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Re: pserialize(9) vs. TAILQ

On 22 Nov, 2014, at 00:03 , Masao Uebayashi <> wrote:

> On Thu, Nov 20, 2014 at 4:45 PM, Dennis Ferguson
> <> wrote:
> OK, I overlooked the obvious "new elm's next" -> "prev elm's next" ordering.
>> The conclusion is that while the current TAILQ_REMOVE() macro will work
>> unchanged to maintain a list with concurrent readers (given no requirement
>> to run on an MP DEC Alpha) the TAILQ_INSERT_*() macros will not, even
>> though they look correct.  The mutex and/or the use of pserialize() does
>> nothing to change this.  If you want to insert things into a TAILQ list
>> without blocking concurrent readers you must use alternative macros that
>> have membar_producer() calls in the right spots.
> I completely disagree with your conclusion.
> Your basic idea seems that ``member_{prroducer,consumer}() are cheaper
> than membar_{enter,leave}, let's use cheaper ones''.  That way you end
> up concluding that you need memory barrier in every iteration.  Thant
> is contradictory to what you previously said.

You need to fix the store ordering in TAILQ_INSERT_*().  If you want
to use a different barrier to do it that's fine with me.

I was happy with no barrier in the reader when I thought providing
support for the DEC Alpha architecture's unique cache quirk wasn't
necessary.  When it turned out support for the Alpha was necessary
the reader needed to have a barrier inserted that looks like it gets
executed after every read pointer read.  Note, however, that this is
a barrier which does nothing at all on any machine other than an
Alpha. Nothing has changed, nothing has been contradicted, no cost
has been added to readers.  Taylor might like to see barrier
operations paired up in C code but there is no pairing at the
hardware instruction level.  The reader barrier has no cost on any
machine other than the Alpha, the only machine which has an
architectural requirement to generate an instruction there.

I understand why you are unhappy with the barrier.  It seems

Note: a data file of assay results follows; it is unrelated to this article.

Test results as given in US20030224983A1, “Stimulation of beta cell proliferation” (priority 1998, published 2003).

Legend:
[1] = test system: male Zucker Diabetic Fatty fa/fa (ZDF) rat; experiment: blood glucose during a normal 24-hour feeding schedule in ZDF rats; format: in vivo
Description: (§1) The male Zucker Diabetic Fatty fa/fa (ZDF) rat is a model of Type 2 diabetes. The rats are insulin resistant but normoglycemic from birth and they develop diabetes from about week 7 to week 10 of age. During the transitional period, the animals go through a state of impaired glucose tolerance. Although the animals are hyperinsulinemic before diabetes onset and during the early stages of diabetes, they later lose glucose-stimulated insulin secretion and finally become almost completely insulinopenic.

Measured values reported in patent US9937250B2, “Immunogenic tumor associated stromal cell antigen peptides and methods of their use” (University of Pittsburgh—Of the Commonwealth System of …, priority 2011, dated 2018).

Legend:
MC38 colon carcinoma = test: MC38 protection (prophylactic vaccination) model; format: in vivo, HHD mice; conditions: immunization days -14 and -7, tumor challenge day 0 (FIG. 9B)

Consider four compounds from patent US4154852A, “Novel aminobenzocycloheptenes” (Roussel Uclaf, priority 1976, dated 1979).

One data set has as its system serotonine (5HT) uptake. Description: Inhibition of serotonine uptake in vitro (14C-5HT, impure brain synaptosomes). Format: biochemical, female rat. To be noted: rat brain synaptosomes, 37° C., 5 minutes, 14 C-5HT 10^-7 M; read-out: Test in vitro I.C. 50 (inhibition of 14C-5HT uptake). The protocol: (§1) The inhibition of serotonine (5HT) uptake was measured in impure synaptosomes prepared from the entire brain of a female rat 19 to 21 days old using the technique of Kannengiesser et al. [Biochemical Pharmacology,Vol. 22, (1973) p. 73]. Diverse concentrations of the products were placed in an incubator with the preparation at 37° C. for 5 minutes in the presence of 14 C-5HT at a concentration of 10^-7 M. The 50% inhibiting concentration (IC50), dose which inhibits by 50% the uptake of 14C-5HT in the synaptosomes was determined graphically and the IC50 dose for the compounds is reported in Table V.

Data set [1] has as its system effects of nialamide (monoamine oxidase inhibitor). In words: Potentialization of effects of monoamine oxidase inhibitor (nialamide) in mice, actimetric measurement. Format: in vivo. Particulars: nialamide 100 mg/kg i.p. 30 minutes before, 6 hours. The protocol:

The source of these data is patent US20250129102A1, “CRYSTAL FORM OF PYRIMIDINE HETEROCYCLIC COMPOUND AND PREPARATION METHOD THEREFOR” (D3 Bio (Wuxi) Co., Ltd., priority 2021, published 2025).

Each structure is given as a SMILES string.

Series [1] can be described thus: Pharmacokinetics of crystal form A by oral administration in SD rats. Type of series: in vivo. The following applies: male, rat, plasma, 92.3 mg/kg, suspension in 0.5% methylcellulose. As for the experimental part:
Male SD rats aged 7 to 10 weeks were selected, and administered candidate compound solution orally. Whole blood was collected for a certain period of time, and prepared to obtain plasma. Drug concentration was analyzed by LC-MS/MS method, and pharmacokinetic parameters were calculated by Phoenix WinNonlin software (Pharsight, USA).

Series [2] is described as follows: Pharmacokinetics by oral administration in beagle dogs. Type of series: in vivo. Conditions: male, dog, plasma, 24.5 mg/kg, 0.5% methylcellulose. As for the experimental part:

stupid to have to execute a not-inexpensive hardware instruction
over and over and over again in the reader to deal with something
that a writer is almost never going to do, but since you have to do
this on an Alpha (and only an Alpha) to make this code correct,
why can't the conclusion be that it sucks to be a DEC Alpha,
and just get on with it?  This is probably a perfect example
of why no processor other than the Alpha has had this quirk in
its cache architecture, nor is there likely to be another in
future; this quirk has a cost that is annoying.  Indeed, judged
from the fact that people think NetBSD runs on an MP Alpha
okay without this barrier, it may be that even later DEC Alpha
implementations omitted this misfeature.

> point to update in the "update" section.  If has
> been updated *long enough before* is updated, that ordering
> is not a problem at all.

"long enough" is not a specific length of time.  If you can
find a spec for the amount of time which is "long enough" you
can wait that long instead.  Just calling pserialize_perform()
when inserting entries (where no pseralize_perform() is required)
because pserialize_perform() is a fantastically expensive function
and takes a long time, doesn't do anything if you don't know
how long is "long enough", not to mention that you'd be executing
this extra-expensive DELAY() on all archectures to eliminate a cost
elsewhere that is unique to the DEC Alpha.

This is only a problem for the Alpha.  The barrier fixes it for
the Alpha without costing other architectures anything.  That seems
like the right thing to do.

Dennis Ferguson

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